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A coastal altimetry retracking strategy based on waveform classification and sub-waveform extraction

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Satellite radar altimetry is successful in the open ocean. However, the application of altimetry is limited in coastal regions, in part because the complex waveforms returned from the coastal sea are contaminated by land reflections. We performed a systematic analysis in which we compared a large number of waveform and retracking algorithms. Based on this analysis, we developed a retracking strategy consisting of waveform classification and sub-waveform extraction (OceanCS). The altimetry waveforms are classified into three types (ocean-like, coastal-like and land-like), according to a set of indicators based on waveform shapes. The sub-waveform of coastal-like type that corresponds to the ocean return signal is extracted. The retracking processes are carried out for ocean-like and for sub-waveforms of coastal-like types by using the Ocean retracker. Thirty-one cycles (from March 2006 to February 2007, cycle 155 to cycle 188) of 20 Hz waveform data from Jason1 were reprocessed using this retracking strategy to obtain not only the improved sea surface height (SSH) but also the significant wave height (SWH) estimates.

The sea-level measurements from a tide gauge station and SWH from a buoy were used to validate the new retracking strategy. Comparisons show that the OceanCS retracking strategy was more suitable than the other five algorithms tested (Ocean, OCOG, Ice-2, Beta5 and Threshold) and has uniform performance in both the open ocean and coastal regions. The waveform retracking algorithm proposed in this article is helpful for solving the problem of coastal altimeter waveform processing based on explicit physical description and without using a geoid model or other external data source. Furthermore, the OceanCS retracking strategy furnishes not only the SSH but also the SWH in the coastal region.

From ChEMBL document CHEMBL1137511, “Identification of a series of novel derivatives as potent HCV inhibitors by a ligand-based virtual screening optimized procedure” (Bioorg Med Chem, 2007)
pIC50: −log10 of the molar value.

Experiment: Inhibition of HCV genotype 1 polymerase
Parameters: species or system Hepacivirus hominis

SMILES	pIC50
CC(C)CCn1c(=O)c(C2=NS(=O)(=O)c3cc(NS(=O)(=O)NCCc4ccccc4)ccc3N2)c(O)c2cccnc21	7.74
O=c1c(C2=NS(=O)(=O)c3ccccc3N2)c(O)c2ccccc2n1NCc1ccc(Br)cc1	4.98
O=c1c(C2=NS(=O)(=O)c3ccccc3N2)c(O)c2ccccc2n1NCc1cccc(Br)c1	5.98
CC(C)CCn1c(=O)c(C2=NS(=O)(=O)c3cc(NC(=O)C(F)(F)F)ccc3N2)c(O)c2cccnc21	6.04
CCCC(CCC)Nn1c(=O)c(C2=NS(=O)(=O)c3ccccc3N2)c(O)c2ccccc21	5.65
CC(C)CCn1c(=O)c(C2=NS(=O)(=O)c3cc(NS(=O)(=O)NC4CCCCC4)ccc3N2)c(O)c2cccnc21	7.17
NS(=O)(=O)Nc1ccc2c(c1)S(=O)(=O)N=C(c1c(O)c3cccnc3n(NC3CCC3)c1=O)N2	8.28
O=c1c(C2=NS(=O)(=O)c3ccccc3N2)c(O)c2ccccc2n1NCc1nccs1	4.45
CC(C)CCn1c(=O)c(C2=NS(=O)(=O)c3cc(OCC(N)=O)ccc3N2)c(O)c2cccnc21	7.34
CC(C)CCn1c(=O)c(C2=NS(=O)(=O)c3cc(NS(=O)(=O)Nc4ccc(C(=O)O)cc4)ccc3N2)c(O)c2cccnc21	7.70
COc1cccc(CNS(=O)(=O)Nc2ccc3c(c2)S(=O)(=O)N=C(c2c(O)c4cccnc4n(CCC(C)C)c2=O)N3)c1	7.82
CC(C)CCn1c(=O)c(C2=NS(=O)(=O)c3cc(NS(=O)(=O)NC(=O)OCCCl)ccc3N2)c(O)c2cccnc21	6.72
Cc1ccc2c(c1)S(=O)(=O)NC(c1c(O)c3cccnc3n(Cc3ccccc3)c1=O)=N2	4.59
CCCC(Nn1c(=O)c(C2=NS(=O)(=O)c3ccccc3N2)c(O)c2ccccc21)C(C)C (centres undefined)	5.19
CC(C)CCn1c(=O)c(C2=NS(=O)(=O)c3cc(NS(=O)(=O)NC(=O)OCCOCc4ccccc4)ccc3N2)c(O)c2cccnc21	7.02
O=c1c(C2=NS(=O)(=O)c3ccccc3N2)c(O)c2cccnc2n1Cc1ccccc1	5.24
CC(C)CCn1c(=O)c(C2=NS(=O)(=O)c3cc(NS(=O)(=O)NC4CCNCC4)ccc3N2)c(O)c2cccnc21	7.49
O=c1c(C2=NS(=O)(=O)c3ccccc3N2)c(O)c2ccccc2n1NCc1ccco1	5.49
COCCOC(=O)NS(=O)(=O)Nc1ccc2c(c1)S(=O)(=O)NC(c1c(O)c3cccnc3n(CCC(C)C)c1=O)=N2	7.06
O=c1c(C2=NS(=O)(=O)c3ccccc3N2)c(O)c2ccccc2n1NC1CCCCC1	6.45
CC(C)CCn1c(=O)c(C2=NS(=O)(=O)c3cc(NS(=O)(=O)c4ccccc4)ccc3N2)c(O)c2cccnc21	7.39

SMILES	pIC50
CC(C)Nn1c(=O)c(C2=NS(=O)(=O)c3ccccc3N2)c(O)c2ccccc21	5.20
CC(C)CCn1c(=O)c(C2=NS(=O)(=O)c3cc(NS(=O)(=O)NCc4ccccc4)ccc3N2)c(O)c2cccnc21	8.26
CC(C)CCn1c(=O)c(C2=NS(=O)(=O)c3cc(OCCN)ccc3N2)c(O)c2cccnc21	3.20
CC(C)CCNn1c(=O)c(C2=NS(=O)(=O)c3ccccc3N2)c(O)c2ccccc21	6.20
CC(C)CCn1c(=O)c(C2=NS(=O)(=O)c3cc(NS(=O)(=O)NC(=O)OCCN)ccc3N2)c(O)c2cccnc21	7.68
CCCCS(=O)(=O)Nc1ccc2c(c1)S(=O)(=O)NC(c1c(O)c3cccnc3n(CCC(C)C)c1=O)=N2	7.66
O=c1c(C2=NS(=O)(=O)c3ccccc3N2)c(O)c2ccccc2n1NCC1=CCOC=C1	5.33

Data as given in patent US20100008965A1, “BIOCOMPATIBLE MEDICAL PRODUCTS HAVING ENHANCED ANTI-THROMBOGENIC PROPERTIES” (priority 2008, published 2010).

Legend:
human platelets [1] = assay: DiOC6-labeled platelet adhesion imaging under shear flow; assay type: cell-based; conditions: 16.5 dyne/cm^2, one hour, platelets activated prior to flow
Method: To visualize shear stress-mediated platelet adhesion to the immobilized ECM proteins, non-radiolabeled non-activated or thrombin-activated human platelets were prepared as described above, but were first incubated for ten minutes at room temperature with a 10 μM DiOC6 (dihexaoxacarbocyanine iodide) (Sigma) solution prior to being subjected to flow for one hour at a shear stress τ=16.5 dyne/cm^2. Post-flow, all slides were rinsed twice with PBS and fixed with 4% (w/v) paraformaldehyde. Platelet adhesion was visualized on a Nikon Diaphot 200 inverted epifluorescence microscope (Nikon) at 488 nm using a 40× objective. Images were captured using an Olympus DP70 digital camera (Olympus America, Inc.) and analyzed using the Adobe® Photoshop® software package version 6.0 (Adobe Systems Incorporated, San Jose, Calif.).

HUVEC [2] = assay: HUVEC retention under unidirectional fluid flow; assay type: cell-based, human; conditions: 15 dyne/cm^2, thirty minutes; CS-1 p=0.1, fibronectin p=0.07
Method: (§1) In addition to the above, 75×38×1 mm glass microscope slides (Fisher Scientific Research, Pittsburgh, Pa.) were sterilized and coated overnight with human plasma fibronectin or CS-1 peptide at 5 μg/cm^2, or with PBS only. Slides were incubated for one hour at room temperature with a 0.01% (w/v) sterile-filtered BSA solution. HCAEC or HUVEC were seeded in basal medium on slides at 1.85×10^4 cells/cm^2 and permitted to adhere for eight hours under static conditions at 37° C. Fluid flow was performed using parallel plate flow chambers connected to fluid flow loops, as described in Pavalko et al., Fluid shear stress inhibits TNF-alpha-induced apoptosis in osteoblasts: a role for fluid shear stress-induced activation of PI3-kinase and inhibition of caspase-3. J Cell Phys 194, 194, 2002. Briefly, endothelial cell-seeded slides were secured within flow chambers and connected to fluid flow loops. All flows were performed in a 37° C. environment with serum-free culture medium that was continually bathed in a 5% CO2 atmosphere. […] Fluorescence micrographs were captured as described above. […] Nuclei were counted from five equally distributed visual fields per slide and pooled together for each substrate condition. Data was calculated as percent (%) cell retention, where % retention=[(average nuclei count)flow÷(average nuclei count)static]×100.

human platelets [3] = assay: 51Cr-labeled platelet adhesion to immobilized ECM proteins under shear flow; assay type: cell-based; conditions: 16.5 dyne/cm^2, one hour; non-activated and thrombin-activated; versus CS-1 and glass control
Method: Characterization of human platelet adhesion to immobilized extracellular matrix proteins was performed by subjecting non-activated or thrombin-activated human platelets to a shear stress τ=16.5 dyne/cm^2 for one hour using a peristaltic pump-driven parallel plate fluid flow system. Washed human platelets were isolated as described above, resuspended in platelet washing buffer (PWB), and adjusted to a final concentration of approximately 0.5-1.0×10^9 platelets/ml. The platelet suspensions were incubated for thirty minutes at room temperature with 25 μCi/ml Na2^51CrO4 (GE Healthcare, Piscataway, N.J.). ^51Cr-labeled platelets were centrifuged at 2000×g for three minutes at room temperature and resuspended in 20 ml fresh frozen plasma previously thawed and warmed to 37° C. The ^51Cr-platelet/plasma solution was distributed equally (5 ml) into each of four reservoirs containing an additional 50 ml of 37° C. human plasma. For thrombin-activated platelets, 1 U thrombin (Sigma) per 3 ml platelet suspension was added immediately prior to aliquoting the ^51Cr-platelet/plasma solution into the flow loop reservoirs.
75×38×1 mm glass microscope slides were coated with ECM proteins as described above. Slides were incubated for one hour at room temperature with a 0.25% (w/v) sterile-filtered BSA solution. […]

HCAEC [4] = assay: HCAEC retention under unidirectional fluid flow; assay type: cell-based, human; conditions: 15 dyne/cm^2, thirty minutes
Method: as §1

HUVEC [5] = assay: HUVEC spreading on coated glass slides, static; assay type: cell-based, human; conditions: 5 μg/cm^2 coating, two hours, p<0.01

Document Type: Research Article


Affiliations: 1: State Key Laboratory of Remote Sensing Science,Institute of Remote Sensing Applications, Chinese Academy of Science, Beijing,100101, China 2: National Satellite Ocean Application Service, State Oceanic Administration, Beijing,100008, China 3: State Key Laboratory of Satellite Ocean Environment Dynamics,Second Institute of Oceanography, State Oceanic Administration, Hangzhou,310012, China

Publication date: 2012-12-20

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